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Updated: November 21, 2022 @ 4:02 am
Pam Bidelman, whose paintings were displayed at River Rock Coffee in downtown St. Peter, visited with attendees during Saturday’s inaugural Art Stroll.
Art Stroll organizer Bryan Holland talks with visitors during Saturday’s events at his new St. Peter studio, which hosted four participating artists.
Kasota sculptor Mark Hall admires the pottery of fellow St. Peter Art Stroll artist Shawn Bagley.
Jenny Kapernick supervised a basket weaving session in The People’s Store, recently opened in downtown St. Peter by Allison Ellingson.

Pam Bidelman, whose paintings were displayed at River Rock Coffee in downtown St. Peter, visited with attendees during Saturday’s inaugural Art Stroll.
Art Stroll organizer Bryan Holland talks with visitors during Saturday’s events at his new St. Peter studio, which hosted four participating artists.
Kasota sculptor Mark Hall admires the pottery of fellow St. Peter Art Stroll artist Shawn Bagley.
Jenny Kapernick supervised a basket weaving session in The People’s Store, recently opened in downtown St. Peter by Allison Ellingson.
Bryan Holland joined fellow artists with a high-five Saturday after hearing reports of packed places and plenty of out-of-town visitors Saturday during the inaugural St. Peter Art Stroll.
Holland, who helped lead a frantic two-and-a-half months of organizing and fundraising, hosted three other local artists at his Dodd Avenue studio: potter Shawn Bagley, sculptor Mark Hall of Kasota, and photographer Cheryl Casteen.
The foursome were among 25 artists who displayed their diverse artforms, some from public locations, others who opened their private studios. Holland and Casteen, along with paper conservationist Amanda Malkin, teamed up to launch Saturday’s events.
Holland thought about such an effort for years but the COVID pandemic slowed local planning, he said. But as things have opened up again, he and others moved quickly, earning grants from the Saint Peter Tourism and Visitors Bureau, the Carl and Verna Schmidt Foundation and a host of other private contributors.
An impressive social media marketing campaign, including a glossy brochure highlighting participating artists and interactive social media presence, also drew rave reviews.
“We wanted to do a good job with it,” Holland said. “I think there’s a lot of amazing artists in town.”
Malkin, a more recent St. Peter arrival, handled much of the marketing and has promoted a community move into public art since she and husband Mark Plotz founded and opened The Smallest Cog, a downtown bike shop.
“Amanda’s been great,” Holland said. “She’s connected to the chamber and a lot of downtown businesses.”
Veteran St. Peter-based artists and newcomers praised Holland and cohorts for pulling off the Art Stroll in such a short amount of time.
“I’ve just had a wonderful experience,” said painter Pam Bidelman, 79, who’s been refining her craft over 30 years, but really picked up since retiring. She displayed several of her paintings at River Rock Coffee & Tea.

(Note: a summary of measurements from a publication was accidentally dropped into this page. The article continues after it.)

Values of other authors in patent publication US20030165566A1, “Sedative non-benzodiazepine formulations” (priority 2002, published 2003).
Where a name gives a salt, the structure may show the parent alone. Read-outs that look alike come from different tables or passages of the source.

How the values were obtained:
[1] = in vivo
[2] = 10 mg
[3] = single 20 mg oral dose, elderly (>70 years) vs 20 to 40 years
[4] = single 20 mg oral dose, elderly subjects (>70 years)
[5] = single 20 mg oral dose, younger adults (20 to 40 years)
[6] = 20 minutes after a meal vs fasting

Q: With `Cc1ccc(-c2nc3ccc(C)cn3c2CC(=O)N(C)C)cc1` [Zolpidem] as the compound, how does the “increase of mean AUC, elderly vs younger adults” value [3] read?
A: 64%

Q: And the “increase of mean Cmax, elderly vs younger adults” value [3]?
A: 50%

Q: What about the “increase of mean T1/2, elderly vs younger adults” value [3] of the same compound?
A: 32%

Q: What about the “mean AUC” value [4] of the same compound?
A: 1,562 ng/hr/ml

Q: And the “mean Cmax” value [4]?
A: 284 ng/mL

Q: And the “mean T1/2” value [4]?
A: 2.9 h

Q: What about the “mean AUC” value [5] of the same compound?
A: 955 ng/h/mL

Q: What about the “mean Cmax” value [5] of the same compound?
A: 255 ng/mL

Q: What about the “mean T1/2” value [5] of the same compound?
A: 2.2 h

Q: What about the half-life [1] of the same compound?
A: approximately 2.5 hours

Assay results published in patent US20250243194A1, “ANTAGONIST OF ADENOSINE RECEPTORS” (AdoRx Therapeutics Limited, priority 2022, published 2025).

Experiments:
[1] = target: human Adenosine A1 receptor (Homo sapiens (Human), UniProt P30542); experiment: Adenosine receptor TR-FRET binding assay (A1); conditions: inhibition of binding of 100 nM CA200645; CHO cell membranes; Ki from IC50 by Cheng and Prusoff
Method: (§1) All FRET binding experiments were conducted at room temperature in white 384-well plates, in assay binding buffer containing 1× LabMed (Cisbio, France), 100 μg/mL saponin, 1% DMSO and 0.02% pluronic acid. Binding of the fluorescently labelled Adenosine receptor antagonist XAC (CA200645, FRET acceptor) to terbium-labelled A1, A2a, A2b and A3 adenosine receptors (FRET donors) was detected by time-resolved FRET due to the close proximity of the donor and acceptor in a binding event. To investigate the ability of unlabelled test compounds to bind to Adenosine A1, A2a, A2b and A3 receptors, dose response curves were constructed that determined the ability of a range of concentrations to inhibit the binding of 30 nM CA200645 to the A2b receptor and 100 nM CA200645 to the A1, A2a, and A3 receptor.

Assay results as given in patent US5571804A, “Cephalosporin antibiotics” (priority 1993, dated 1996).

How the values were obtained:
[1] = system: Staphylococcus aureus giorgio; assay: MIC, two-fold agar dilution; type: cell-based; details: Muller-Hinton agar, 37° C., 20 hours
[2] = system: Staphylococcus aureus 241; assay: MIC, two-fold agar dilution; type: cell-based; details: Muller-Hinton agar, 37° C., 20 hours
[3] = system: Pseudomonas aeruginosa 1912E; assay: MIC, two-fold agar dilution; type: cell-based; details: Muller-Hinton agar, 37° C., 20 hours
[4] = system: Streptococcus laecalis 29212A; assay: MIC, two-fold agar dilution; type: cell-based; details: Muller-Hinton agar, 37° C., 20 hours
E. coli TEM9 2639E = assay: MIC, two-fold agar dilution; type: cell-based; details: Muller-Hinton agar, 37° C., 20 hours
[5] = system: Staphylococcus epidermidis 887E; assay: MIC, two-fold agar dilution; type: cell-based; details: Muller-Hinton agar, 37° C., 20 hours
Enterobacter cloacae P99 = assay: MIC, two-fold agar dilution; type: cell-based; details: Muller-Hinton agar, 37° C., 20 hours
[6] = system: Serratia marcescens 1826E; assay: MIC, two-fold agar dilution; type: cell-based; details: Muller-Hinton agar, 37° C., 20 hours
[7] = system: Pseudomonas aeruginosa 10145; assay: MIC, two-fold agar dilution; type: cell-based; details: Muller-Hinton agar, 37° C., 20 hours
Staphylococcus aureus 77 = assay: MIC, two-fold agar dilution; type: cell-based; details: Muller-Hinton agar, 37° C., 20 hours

“This art journey has just been a thrill for me,” she added. “It was a Herculean effort to get it going.”
Malkin, too, was pleased with the inaugural Art Stroll. In an email, she said:
“The Saint Peter Art Stroll is the embodiment of the richness of our creative community here in Saint Peter. All 24 artists went above and beyond to create an event that felt fresh, unified, positive and, of course, beautiful.”
While Malkin didn’t display any of her work as a paper conservator, she was able to visit several stops along the way.
“Visitors I interacted with were astounded at the level of skill exhibited throughout the stops along the way,” Malkin said. “This creative community, and there are others who weren’t able to join us this year, is deep and extensive and now it feels more visible.”
Photographer Jon Smithers, who displays his works at Patty Conlin’s Stone’s Throw Gallery, praised the marketing and social media campaign launched by the organizing team.
“It’s the best job I’ve ever seen of marketing and organizing such an event in Saint Peter,” Smithers said.
What’s next?
Malkin hopes this first Art Stroll will lead to other public art efforts throughout St. Peter.
“I aim to continue this trend of visibility for our artists and hope to begin integrating their passions and skills into more permanent projects around town,” she said.
Hall’s growth as a sculptor, he admits, has benefitted from public art showings in Mankato, which has been part of a five-city consortium of communities: Sioux Falls, South Dakota; Mason City, Iowa; Eau Claire, Wisconsin; and in Canada. But his sculptures have also been placed in Bemidji, Grand Rapids and Duluth.
“When you see what it does to bring people in, it’s amazing,” Hall said. But he notes that there’s also a great benefit to the participating artists, who get to meet others and talk about their crafts.
“We get to meet each other, and that’s important,” Hall said. “Most of them are like me, loners.”
Bagley, 26, views the Art Stroll as yet another step on his personal journey, which started as a 16-year-old beginning potter while a student at Minnesota New Country School in Henderson. After an eight-hour inaugural event, he continued to beam.
“I think it’s pretty amazing,” he said. “This has been such an amazing day. To have people recognize your art, it’s such a special feeling.”
Holland said he’s going to try to survey all the participating artists for thoughts and suggestions but is hoping the momentum from the inaugural Art Stroll will grow in 2023.

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